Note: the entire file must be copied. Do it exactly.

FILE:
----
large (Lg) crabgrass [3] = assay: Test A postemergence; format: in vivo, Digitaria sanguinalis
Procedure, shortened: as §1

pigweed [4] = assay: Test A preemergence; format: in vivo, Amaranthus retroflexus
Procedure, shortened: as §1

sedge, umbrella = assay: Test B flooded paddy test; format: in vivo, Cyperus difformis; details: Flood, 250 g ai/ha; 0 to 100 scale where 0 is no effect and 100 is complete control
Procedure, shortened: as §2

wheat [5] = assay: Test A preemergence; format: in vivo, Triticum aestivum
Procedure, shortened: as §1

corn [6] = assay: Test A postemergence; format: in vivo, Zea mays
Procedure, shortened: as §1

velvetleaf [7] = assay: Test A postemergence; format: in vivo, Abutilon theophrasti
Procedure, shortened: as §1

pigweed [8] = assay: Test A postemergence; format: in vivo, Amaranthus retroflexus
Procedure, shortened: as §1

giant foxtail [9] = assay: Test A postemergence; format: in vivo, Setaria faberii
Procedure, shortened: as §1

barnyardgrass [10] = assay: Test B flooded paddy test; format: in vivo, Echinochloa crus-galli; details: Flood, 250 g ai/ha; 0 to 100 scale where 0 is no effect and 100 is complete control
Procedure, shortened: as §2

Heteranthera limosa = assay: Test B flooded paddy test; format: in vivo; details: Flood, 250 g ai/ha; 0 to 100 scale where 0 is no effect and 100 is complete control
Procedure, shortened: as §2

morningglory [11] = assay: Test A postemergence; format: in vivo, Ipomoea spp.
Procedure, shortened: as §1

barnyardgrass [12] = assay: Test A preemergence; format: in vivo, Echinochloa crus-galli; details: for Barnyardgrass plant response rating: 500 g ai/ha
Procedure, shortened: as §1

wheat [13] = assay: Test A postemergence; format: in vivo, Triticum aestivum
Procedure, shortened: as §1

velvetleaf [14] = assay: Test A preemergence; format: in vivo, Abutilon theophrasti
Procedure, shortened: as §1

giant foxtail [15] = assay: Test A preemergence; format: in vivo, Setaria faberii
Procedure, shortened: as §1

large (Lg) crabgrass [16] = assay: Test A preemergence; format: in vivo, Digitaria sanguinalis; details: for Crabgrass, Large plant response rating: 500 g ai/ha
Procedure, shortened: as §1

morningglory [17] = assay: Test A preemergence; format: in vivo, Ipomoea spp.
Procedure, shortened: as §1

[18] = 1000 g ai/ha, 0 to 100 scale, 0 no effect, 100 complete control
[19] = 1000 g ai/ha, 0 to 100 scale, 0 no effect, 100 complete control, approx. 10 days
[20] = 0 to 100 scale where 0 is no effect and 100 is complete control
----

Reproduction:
large (Lg) crabgrass [3] = assay: Test A postemergence; format: in vivo, Digitaria sanguinalis
Procedure, shortened: as §1

pigweed [4] = assay: Test A preemergence; format: in vivo, Amaranthus retroflexus
Procedure, shortened: as §1

sedge, umbrella = assay: Test B flooded paddy test; format: in vivo, Cyperus difformis; details: Flood, 250 g ai/ha; 0 to 100 scale where 0 is no effect and 100 is complete control
Procedure, shortened: as §2

wheat [5] = assay: Test A preemergence; format: in vivo, Triticum aestivum
Procedure, shortened: as §1

corn [6] = assay: Test A postemergence; format: in vivo, Zea mays
Procedure, shortened: as §1

velvetleaf [7] = assay: Test A postemergence; format: in vivo, Abutilon theophrasti
Procedure, shortened: as §1

pigweed [8] = assay: Test A postemergence; format: in vivo, Amaranthus retroflexus
Procedure, shortened: as §1

giant foxtail [9] = assay: Test A postemergence; format: in vivo, Setaria faberii
Procedure, shortened: as §1

barnyardgrass [10] = assay: Test B flooded paddy test; format: in vivo, Echinochloa crus-galli; details: Flood, 250 g ai/ha; 0 to 100 scale where 0 is no effect and 100 is complete control
Procedure, shortened: as §2

Heteranthera limosa = assay: Test B flooded paddy test; format: in vivo; details: Flood, 250 g ai/ha; 0 to 100 scale where 0 is no effect and 100 is complete control
Procedure, shortened: as §2

morningglory [11] = assay: Test A postemergence; format: in vivo, Ipomoea spp.
Procedure, shortened: as §1

barnyardgrass [12] = assay: Test A preemergence; format: in vivo, Echinochloa crus-galli; details: for Barnyardgrass plant response rating: 500 g ai/ha
Procedure, shortened: as §1

wheat [13] = assay: Test A postemergence; format: in vivo, Triticum aestivum
Procedure, shortened: as §1

velvetleaf [14] = assay: Test A preemergence; format: in vivo, Abutilon theophrasti
Procedure, shortened: as §1

giant foxtail [15] = assay: Test A preemergence; format: in vivo, Setaria faberii
Procedure, shortened: as §1

large (Lg) crabgrass [16] = assay: Test A preemergence; format: in vivo, Digitaria sanguinalis; details: for Crabgrass, Large plant response rating: 500 g ai/ha
Procedure, shortened: as §1

morningglory [17] = assay: Test A preemergence; format: in vivo, Ipomoea spp.
Procedure, shortened: as §1

[18] = 1000 g ai/ha, 0 to 100 scale, 0 no effect, 100 complete control
[19] = 1000 g ai/ha, 0 to 100 scale, 0 no effect, 100 complete control, approx. 10 days
[20] = 0 to 100 scale where 0 is no effect and 100 is complete control